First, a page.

By Arif Dalvi, MD, MBA
Palm Beach Neuroscience Institute
By definition essential tremor (ET) is a monosymptomatic disease with tremor as the only symptom and without an underlying cause in the form of other neurological diagnoses.
ET presents most commonly as a postural tremor of the hands, although a head or voice tremor are often seen. The presence of additional neurological signs and symptoms such as bradykinesia (slowness of movement), muscle rigidity or alteration in gait and balance point to an alternative diagnosis, most often Parkinson’s disease (PD) or parkinsonism. However, it is not uncommon for patients with a typical postural tremor to have poor balance, mild memory loss or even mild parkinsonian features.
Diagnosing ET and ET-Plus
There are two considerations in making the diagnosis in patients.
- About 6-10% of patients with ET will go on to develop superimposed PD after many years or even decades after having typical ET.
- Thought must be given to the possibility of what has been recently described in the medical literature as an essential tremor-plus (ET-plus) syndrome.
ET-plus refers to the presence of mild, neurological signs in addition to typical tremor. Parkinson’s disease or stroke should be ruled out prior to making this diagnosis.
There is some evidence that the ET-plus presentation is more common than isolated or classical ET. An ET-plus syndrome, with accompanying mild cognitive impairment and mild difficulty with balance in the form of ataxia, can also be observed in the setting of the Fragile X-associated tremor ataxia syndrome (FXTAS). Genetic testing for the FMR1 gene can help confirm FXTAS which, due to its association with the X chromosome, occurs predominantly in men.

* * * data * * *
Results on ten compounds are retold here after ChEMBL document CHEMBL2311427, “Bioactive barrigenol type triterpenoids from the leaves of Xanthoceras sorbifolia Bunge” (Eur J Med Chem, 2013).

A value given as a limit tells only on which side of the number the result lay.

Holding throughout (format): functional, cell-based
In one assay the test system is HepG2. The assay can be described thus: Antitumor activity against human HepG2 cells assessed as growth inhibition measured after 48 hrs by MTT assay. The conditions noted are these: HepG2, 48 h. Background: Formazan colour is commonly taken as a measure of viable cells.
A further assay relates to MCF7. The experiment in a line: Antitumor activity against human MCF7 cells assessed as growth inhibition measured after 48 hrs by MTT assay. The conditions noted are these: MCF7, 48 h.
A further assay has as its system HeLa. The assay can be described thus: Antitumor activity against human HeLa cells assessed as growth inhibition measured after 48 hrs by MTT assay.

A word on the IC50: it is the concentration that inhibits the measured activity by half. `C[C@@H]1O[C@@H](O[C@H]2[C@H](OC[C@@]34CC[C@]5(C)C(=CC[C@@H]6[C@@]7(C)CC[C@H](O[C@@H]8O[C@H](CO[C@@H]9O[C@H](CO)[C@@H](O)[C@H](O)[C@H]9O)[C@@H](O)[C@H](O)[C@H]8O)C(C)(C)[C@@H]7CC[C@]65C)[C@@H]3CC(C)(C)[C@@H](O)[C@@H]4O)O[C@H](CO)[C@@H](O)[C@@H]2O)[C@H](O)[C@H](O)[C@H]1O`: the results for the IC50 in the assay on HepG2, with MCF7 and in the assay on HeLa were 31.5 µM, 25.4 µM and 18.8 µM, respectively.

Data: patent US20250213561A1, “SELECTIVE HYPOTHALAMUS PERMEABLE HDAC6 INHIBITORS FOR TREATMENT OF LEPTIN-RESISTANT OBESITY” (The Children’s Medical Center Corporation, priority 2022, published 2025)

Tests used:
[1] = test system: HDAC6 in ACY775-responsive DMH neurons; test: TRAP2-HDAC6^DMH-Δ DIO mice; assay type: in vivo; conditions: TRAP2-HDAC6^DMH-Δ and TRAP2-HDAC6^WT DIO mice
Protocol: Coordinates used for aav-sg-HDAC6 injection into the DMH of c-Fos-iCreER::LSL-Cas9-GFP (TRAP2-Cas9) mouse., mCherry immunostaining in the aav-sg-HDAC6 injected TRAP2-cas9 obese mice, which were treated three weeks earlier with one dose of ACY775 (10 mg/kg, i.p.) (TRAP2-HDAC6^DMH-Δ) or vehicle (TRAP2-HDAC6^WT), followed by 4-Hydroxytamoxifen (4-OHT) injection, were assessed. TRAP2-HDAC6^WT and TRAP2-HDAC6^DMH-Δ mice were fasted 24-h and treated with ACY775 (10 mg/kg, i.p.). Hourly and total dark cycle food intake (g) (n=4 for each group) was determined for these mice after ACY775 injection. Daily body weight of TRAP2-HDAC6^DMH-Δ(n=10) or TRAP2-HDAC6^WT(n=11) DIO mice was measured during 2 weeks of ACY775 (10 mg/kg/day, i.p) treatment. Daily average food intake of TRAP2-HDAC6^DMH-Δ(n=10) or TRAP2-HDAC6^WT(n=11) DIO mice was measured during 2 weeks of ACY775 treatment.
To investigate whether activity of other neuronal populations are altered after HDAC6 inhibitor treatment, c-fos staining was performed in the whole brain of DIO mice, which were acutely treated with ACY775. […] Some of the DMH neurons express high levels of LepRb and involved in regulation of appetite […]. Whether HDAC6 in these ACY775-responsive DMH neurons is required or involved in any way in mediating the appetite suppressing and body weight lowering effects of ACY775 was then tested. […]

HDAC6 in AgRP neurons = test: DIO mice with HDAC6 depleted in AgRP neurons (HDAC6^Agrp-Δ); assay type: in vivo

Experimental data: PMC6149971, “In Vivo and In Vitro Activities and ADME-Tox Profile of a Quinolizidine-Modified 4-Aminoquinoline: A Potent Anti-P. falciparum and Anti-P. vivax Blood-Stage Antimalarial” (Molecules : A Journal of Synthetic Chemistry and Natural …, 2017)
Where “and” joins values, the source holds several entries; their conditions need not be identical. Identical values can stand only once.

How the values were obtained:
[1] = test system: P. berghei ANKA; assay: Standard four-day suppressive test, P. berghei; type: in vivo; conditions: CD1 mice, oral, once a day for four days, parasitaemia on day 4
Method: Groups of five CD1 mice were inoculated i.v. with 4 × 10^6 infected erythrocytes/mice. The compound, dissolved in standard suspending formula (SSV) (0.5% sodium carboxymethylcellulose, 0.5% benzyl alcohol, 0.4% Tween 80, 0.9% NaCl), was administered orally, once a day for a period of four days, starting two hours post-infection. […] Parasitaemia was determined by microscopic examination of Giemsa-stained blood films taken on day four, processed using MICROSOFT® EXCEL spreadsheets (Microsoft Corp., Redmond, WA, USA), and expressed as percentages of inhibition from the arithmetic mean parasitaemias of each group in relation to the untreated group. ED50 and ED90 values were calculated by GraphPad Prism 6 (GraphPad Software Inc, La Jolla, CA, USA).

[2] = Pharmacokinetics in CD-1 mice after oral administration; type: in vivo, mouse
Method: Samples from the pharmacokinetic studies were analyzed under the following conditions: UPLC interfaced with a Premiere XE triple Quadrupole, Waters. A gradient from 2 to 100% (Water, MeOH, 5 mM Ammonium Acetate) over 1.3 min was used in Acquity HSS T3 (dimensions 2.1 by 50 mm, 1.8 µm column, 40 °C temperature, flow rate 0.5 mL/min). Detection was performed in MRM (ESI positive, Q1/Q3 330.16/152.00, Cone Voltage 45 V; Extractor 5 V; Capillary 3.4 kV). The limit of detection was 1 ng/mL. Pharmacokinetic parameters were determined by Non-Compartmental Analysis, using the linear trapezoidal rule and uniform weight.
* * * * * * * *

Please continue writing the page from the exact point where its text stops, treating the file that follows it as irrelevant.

Nonmotor Symptoms of ET
A number of nonmotor symptoms are described in association with ET. These include cognitive impairment, apathy, anxiety, depression, sleep disturbances and abnormalities in hearing and smell. Mild cognitive impairment may be seen in older ET patients beyond that expected for their age. Verbal fluency and verbal recall may be impaired. Cognitive impairment tends to be less severe in ET in comparison to Parkinson’s disease (PD). Anxiety and depression are also seen in many ET patients. Hearing loss is more frequent in ET than age-matched controls. Olfactory function (sense of smell), on the other hand, appears to be less affected compared to PD. Excessive daytime sleepiness is also seen in ET. While definite pathological correlates have not been determined for these nonmotor symptoms, their presence does support the understanding of ET as a neurodegenerative disease. Appropriate clinical examination of ET patients should therefore include evaluation of cognition, depression, anxiety and sleep disorders using appropriate rating scales.
Imaging the brain and/or spinal cord with MRI or CT can suggest alternative structural explanations for the ET-plus syndromes such as normal pressure hydrocephalus or vascular parkinsonism. In younger patients, a postural tremor in association with other neurological signs should prompt screening for Wilson’s disease, a disorder of copper metabolism with numerous neurological symptoms including tremor.
DaTscan imaging is not routinely required for a diagnosis of ET. However, in patients with an ET-plus syndrome, DaTscan imaging can help confirm superimposed PD leading to more appropriate treatment of symptoms such as bradykinesia and gait disorder. Alternatively, a therapeutic trial of carbidopa/levodopa can help solve the diagnostic conundrum.